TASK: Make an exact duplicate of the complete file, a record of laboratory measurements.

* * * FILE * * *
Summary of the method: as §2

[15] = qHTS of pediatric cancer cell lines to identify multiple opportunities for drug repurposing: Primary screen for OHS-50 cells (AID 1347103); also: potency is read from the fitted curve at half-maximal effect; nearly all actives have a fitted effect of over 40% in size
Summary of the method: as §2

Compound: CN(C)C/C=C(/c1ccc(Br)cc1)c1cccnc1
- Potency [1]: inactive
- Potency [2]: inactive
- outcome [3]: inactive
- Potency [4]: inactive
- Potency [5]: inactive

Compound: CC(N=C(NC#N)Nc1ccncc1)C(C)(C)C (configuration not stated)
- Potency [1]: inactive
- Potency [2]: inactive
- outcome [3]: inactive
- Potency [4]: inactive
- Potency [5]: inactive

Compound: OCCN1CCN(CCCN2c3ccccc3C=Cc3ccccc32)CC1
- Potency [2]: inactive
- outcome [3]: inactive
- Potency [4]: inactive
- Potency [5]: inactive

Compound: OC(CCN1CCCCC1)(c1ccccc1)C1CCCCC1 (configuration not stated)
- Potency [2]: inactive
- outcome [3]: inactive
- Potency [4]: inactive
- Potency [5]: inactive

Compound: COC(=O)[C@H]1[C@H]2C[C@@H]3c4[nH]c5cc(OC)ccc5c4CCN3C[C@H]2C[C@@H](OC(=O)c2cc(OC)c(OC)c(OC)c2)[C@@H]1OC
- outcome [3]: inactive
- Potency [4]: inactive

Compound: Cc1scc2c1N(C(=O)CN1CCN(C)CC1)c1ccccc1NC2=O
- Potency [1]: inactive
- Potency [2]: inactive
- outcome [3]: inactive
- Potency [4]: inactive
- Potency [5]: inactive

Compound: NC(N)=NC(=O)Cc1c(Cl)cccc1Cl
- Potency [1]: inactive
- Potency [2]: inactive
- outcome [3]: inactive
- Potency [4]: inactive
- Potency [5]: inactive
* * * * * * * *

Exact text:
Summary of the method: as §2

[15] = qHTS of pediatric cancer cell lines to identify multiple opportunities for drug repurposing: Primary screen for OHS-50 cells (AID 1347103); also: potency is read from the fitted curve at half-maximal effect; nearly all actives have a fitted effect of over 40% in size
Summary of the method: as §2

Compound: CN(C)C/C=C(/c1ccc(Br)cc1)c1cccnc1
- Potency [1]: inactive
- Potency [2]: inactive
- outcome [3]: inactive
- Potency [4]: inactive
- Potency [5]: inactive

Compound: CC(N=C(NC#N)Nc1ccncc1)C(C)(C)C (configuration not stated)
- Potency [1]: inactive
- Potency [2]: inactive
- outcome [3]: inactive
- Potency [4]: inactive
- Potency [5]: inactive

Compound: OCCN1CCN(CCCN2c3ccccc3C=Cc3ccccc32)CC1
- Potency [2]: inactive
- outcome [3]: inactive
- Potency [4]: inactive
- Potency [5]: inactive

Compound: OC(CCN1CCCCC1)(c1ccccc1)C1CCCCC1 (configuration not stated)
- Potency [2]: inactive
- outcome [3]: inactive
- Potency [4]: inactive
- Potency [5]: inactive

Compound: COC(=O)[C@H]1[C@H]2C[C@@H]3c4[nH]c5cc(OC)ccc5c4CCN3C[C@H]2C[C@@H](OC(=O)c2cc(OC)c(OC)c(OC)c2)[C@@H]1OC
- outcome [3]: inactive
- Potency [4]: inactive

Compound: Cc1scc2c1N(C(=O)CN1CCN(C)CC1)c1ccccc1NC2=O
- Potency [1]: inactive
- Potency [2]: inactive
- outcome [3]: inactive
- Potency [4]: inactive
- Potency [5]: inactive

Compound: NC(N)=NC(=O)Cc1c(Cl)cccc1Cl
- Potency [1]: inactive
- Potency [2]: inactive
- outcome [3]: inactive
- Potency [4]: inactive
- Potency [5]: inactive